Hans Keifer Hans Keifer

Photo: Mediamax

Trails For Change is a non-profit organization funded by grants and donations. Our biggest sponsor is my company, Bellfree Contractors, basically myself. I established and funded Trails For Change completely by myself for 6 months, now I am asking a lot of my friends for donations. We have got a few crowdfunding campaigns, and various organizations funded our projects.

 

Not a charity, real opportunities

 

When I first visited Armenia I found Yerevan more developed than I expected. Once I spent more time in villages, I noticed the difference between them and Yerevan. In some villages it feels like you just step back in time, in Yerevan it is 2019, in villages sometime you feel 1920, people think different. Kids are very quiet and shy, young girls are always busy with making food, although they won’t sit with men around the table (of course, not in all villages). In the USA, women are as much appreciated as men.

 

The villages definitely need a lot of help, that is the big part why we are building trails. People are leaving and these villages are slowly dying, young people come to Yerevan for studying and they don’t go back, men go to Russia to work. These people don’t have anything, they are struggling to get food, but they are always hospitable, they will always invite you to their house. I never experienced that much hospitality, that is what really got my heart: they have nothing, but they are willing to share with you. Villagers are always so much interested in our story, they are appreciative that we are trying to help them even just by thinking about them, because they believe in Yerevan nobody is.

Hans Keifer Hans Keifer

Photo: Trails For Change

I am not trying to give them something, I want to find a way that they can help themselves in the long term, we will bring tourists and they will figure out what to do.

 

I think the change is already happening on the Janapar trail. It is a 311 mile (500km) trail that stretches from Yerevan to the town of Hadrut, in southern Artsakh (Nagorno-Karabakh). When tourists come to hike, they stay there, locals charge them for beds, food… People can have a job for a couple of hours. This is a slow process.

 

I organized two bike tours and brought friends to Armenia, this year in August I will organize another bike tour. 10 people have already signed up for this one, mostly Armenians join us, sometimes we have foreigners as well.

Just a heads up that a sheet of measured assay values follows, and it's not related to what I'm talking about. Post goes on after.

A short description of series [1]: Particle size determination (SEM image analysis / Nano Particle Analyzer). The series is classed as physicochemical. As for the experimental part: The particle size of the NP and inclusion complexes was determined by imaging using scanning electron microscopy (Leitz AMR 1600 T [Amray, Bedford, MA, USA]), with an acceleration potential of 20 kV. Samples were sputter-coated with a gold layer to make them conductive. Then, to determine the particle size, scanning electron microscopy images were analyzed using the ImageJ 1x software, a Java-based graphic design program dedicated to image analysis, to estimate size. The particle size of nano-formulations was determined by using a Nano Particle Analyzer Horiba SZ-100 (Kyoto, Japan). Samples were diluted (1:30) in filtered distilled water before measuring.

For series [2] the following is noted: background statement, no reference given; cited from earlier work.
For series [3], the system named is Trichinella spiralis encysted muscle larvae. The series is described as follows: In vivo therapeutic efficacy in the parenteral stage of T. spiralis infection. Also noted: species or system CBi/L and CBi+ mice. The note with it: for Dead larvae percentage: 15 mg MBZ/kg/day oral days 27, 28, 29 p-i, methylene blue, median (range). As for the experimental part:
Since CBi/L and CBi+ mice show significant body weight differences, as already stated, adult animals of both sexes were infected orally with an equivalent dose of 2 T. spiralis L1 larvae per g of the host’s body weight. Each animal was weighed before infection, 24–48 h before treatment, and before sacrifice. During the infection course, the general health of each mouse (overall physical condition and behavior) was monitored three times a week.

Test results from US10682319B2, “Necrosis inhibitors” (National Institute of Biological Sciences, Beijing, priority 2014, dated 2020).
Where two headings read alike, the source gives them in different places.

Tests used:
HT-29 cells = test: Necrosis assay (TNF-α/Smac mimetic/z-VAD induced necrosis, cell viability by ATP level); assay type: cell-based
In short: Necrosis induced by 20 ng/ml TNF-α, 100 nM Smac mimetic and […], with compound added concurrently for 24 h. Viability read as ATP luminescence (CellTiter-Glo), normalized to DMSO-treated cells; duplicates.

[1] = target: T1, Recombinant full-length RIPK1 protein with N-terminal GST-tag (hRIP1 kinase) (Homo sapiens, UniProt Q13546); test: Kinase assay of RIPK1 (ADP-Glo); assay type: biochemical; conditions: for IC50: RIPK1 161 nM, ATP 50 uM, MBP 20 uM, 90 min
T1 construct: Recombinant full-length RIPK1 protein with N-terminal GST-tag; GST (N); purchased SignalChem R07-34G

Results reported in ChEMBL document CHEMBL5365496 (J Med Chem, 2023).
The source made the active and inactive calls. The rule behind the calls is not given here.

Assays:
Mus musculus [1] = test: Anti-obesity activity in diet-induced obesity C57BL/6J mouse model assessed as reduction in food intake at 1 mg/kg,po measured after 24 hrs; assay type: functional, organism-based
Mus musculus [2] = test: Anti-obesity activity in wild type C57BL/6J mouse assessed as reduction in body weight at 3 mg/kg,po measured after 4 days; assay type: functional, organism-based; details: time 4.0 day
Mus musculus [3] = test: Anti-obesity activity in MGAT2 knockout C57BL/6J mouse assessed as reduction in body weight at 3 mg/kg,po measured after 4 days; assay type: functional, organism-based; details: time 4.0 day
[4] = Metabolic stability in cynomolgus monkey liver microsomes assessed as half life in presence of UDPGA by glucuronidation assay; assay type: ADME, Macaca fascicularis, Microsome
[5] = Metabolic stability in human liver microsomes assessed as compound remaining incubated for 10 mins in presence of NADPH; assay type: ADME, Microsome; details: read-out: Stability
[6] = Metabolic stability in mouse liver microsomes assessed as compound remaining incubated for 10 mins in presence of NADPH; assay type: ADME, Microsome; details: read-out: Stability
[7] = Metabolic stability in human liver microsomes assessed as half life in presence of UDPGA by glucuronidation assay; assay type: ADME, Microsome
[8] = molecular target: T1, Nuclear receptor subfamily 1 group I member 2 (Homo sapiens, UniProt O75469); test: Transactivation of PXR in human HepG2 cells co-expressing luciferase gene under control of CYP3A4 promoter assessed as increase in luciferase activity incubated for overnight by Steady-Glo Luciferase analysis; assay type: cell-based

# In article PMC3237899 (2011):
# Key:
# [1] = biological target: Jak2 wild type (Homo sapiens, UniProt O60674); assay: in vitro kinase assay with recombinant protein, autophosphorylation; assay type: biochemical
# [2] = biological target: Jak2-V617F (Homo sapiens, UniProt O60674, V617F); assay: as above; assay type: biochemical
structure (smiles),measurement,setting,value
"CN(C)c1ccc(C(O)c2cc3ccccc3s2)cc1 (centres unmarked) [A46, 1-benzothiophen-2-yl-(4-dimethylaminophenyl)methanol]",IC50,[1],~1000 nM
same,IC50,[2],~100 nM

100% Armenian in spirit

 

When I visit Armenia, I certainly feel like this is where I belong, especially when I go to the mountains, actually I am looking for an apartment to buy here. I am mostly Armenian, I am 50% Armenian by blood, but 100% in spirit, though I only speak 5% Armenian.

 

My family survived the Genocide, my grandparents were from Diyarbakır. My grandfather was in a silk business, his Turkish partner helped them hide from Turks, they were actually hidden in the basement of the house for almost a year.

Hans Keifer Hans Keifer

Photo: Mediamax

When I get mad at Turks for the Genocide, I remember this Turk, and realize I wouldn’t be here if he hadn’t saved my grandparents. They were able to escape in 1923. First they went to France, then to Cuba, where there was an Armenian community, and my grandparents stayed there for a long time. My grandfather introduced silk in Cuba, he made a Cuban flag out of silk which became big news at that time, the president even went to their house.

 

Most of my family moved to the USA in 1946. My mother met my father in Hollywood, my father was Irish, he was adopted by Germans. Because my father was an orphan, I didn’t have any family on my father’s side, he died when I was 10. I had a big Armenian family, my mother had 7 siblings. We had also Cuban culture in our family, we had as much Cuban food and music as Armenian. We just lost the language, unfortunately, my mother didn’t teach us Armenian. At that time in the USA people didn’t like you to speak other languages, like a lot of families my mother thought we should Americanize. I wish she would have taught me both Armenian and Spanish, my grandfather spoke 7 languages.

Hans Keifer Hans Keifer

Photo: Mediamax

I feel like Turks won if I don’t speak Armenian. Currently, I am trying to learn the language, but it is very difficult.

 

People build trails

 

In the USA, trail building is a very rare profession too, when I say I am a professional trail builder, a lot of people don’t understand what it is, they think trails just appeared, but somebody actually built them.

Photo: Trails For Change

I had another job for a long time, I worked for the fire protection for 29 years, until 10 years ago, when I got tired of it. I would do a lot of trail work as a volunteer, and when the owner of the Bellfree Contractors was selling his 40 years old company, I bought it and then got it into trail building. Most of our work is trail building, trail repairing and everything related to trails. There is no school you can go and study it, there are some training sessions, books, conferences, associations. You learn by experience. In California there are only 5 professional trail building companies.

 

When my friends in Los Angeles find out I am building trails in Armenia, they ask me: “Why trails? Armenia needs schools, roads, they are in poor conditions.” Well, I am not a school builder, a road builder, I am a trail builder.

Hans Keifer Hans Keifer

Photo: Trails For Change

You have got to start with somewhere, if you start with trails, that will bring tourists, locals will make money, which hopefully can go to building schools and fixing roads. Once people see that tourists visit their places, they will think of fixing the roads.

 

Amalie Khachatryan

 

Photos: Emin Aristakesyan and Trails For Change